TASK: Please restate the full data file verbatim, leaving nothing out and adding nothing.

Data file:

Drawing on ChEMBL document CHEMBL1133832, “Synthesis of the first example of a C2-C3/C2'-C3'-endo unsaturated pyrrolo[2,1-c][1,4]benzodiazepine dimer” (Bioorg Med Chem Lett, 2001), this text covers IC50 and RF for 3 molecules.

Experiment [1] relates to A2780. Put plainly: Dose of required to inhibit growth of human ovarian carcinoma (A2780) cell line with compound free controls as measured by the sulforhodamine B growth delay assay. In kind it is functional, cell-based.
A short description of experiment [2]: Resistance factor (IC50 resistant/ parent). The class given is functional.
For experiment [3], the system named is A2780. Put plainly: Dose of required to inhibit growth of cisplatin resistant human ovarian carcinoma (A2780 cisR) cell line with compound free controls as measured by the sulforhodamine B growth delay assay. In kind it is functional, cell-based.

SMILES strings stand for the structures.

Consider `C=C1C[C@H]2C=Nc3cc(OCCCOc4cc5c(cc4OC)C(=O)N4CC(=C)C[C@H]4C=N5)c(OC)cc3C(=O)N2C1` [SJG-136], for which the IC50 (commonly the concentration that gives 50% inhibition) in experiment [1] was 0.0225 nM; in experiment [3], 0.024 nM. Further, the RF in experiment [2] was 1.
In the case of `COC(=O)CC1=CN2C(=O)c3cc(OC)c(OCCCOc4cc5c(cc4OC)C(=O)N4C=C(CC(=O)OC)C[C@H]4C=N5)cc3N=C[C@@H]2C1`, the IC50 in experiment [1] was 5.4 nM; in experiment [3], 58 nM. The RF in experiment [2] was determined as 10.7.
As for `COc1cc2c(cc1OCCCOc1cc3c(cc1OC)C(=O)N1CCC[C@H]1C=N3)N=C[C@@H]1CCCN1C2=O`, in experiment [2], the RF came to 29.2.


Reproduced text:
Drawing on ChEMBL document CHEMBL1133832, “Synthesis of the first example of a C2-C3/C2'-C3'-endo unsaturated pyrrolo[2,1-c][1,4]benzodiazepine dimer” (Bioorg Med Chem Lett, 2001), this text covers IC50 and RF for 3 molecules.

Experiment [1] relates to A2780. Put plainly: Dose of required to inhibit growth of human ovarian carcinoma (A2780) cell line with compound free controls as measured by the sulforhodamine B growth delay assay. In kind it is functional, cell-based.
A short description of experiment [2]: Resistance factor (IC50 resistant/ parent). The class given is functional.
For experiment [3], the system named is A2780. Put plainly: Dose of required to inhibit growth of cisplatin resistant human ovarian carcinoma (A2780 cisR) cell line with compound free controls as measured by the sulforhodamine B growth delay assay. In kind it is functional, cell-based.

SMILES strings stand for the structures.

Consider `C=C1C[C@H]2C=Nc3cc(OCCCOc4cc5c(cc4OC)C(=O)N4CC(=C)C[C@H]4C=N5)c(OC)cc3C(=O)N2C1` [SJG-136], for which the IC50 (commonly the concentration that gives 50% inhibition) in experiment [1] was 0.0225 nM; in experiment [3], 0.024 nM. Further, the RF in experiment [2] was 1.
In the case of `COC(=O)CC1=CN2C(=O)c3cc(OC)c(OCCCOc4cc5c(cc4OC)C(=O)N4C=C(CC(=O)OC)C[C@H]4C=N5)cc3N=C[C@@H]2C1`, the IC50 in experiment [1] was 5.4 nM; in experiment [3], 58 nM. The RF in experiment [2] was determined as 10.7.
As for `COc1cc2c(cc1OCCCOc1cc3c(cc1OC)C(=O)N1CCC[C@H]1C=N3)N=C[C@@H]1CCCN1C2=O`, in experiment [2], the RF came to 29.2.